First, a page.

Search for an ethno-secular delimitation of Turkish national identity in the Kemalist era (1924-1938) with particular reference to the ethnicist conception of Kemalist nationalism

Date
1998
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Kadıoğlu, Ayşe
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Bilkent University
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English
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Abstract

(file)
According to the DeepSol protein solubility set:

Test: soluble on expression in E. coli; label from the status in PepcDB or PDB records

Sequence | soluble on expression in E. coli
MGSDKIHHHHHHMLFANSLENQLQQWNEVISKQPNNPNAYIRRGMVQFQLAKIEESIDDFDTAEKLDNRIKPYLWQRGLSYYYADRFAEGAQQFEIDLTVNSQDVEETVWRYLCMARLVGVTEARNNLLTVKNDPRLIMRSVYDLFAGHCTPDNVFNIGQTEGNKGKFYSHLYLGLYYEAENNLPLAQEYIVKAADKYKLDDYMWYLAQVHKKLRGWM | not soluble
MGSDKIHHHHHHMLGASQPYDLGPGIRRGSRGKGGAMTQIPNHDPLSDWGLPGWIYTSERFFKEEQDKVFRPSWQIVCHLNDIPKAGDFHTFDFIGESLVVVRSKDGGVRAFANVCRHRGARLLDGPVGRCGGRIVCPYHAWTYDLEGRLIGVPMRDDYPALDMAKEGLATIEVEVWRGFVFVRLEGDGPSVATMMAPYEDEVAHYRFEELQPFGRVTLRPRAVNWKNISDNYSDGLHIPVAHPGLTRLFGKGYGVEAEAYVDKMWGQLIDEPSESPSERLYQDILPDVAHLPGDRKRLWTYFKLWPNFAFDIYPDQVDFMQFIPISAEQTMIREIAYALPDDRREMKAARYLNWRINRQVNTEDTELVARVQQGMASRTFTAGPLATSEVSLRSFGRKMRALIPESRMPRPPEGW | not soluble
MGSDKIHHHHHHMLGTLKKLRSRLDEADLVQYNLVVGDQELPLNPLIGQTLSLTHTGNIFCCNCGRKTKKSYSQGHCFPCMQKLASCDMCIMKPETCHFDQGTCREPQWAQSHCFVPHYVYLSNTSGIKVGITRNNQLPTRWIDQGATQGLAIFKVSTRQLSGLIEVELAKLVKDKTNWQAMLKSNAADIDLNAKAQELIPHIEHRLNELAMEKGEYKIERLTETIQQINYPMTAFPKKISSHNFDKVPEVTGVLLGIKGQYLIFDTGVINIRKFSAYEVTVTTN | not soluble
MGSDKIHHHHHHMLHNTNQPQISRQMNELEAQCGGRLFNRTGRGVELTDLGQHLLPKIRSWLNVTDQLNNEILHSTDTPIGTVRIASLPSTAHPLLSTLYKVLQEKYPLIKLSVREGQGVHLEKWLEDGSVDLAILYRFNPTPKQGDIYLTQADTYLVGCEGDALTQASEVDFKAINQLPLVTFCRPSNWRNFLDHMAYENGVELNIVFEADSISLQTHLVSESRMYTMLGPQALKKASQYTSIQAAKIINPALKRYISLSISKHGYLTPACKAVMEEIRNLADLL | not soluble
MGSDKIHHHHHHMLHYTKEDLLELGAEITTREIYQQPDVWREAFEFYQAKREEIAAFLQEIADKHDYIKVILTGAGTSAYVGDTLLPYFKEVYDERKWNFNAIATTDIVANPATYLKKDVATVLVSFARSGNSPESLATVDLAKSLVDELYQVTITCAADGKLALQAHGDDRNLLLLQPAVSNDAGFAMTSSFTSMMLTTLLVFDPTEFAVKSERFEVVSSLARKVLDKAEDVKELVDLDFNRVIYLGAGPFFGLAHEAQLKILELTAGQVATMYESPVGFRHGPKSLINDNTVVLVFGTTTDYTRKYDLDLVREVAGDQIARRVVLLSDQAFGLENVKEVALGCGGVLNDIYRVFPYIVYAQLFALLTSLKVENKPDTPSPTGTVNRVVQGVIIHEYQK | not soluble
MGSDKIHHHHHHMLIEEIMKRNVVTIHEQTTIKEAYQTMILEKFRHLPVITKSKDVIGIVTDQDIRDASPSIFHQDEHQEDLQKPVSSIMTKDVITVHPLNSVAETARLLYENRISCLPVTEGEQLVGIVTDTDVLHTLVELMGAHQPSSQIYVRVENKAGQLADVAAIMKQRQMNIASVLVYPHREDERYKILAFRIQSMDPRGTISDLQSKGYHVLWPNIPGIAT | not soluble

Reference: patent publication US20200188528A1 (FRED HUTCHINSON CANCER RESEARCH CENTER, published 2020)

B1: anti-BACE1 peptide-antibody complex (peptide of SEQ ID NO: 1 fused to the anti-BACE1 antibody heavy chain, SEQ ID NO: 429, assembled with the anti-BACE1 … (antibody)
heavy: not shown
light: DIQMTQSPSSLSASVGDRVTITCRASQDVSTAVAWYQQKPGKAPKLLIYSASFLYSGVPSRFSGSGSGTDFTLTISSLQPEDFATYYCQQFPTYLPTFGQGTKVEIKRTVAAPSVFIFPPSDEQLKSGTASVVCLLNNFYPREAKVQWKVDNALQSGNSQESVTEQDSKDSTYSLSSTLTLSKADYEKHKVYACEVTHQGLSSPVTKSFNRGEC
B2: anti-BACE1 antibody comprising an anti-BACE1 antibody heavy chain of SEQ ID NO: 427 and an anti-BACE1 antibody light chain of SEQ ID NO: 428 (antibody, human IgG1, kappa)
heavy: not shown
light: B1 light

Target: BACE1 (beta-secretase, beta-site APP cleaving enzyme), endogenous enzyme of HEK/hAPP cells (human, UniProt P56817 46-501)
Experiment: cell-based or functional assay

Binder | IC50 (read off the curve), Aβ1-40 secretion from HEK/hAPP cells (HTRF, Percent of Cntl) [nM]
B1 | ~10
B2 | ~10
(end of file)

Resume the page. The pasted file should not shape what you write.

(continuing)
This study deals with the search for the creation of an ethno- secular Turkish national identity with particular reference to the ethnicist conception of Kemalist nationalism espoused by a group of bureaucratic- intellectual elites over three distinct periods in the years between 1919- 1938 with an historical perspective. In the period of 1919-1924, nationality was defined by religion, and hence, Turkish national identity had a predominantly religious character. As a reflection of this state of "forced" pluralism, official political discourse considered ethnic diversity as a given social condition. In the second period (1924-1929), a radical rupture from the religious definition occurred with the adoption of Republicanism consisting of legal and political components. The legal component of the republican definition was overwhelmed by its political component, however. The motto of this definition was the "unity in language, culture and ideal" The third period (1929-1938) of the delimitation of Turkish national identity in the Kemalist era was characterised by the efforts of a group of bureaucratic-intellectual elites who adopted the ethnicist conception of Kemalist nationalism to articulate racial motives, which defined national community at the basis of Turkish ethnie and structured around the sense of common origin, into the republican definition. The symbolic reflection of this articulation was the motto of the "unity in language, culture and blood" The emergent definition of "ethno-secular Turkish man" within the evolution of the parameters of Turkish national identity during the Kemalist era(1924-1938) was that the complete, genuine, or pure Turk was the one who embraced the cause of the Republican ideal, devoted to Westernised Turkish culture, spoke Turkish and descended from Turkish origin. Those who lacked any of the said parameters had to be compensated for. Aloofness to religiosity, the adoption of Turkish not only as official language but also as the mother-tongue, devotion to the monolithically defined Westernised Turkish culture intermixed with the political ideal preached by the new Republic, and the attainment of purity and strength of race were the suggested "compensators." Ethnicism and Turkification policies were the two natural corollaries of the ethnicist conception of Kemalist nationalism. Being constituted as such, the "other" of this nationalism involved religious Turks, non-Turkish Muslim ethnies, and non-Muslim minorities.

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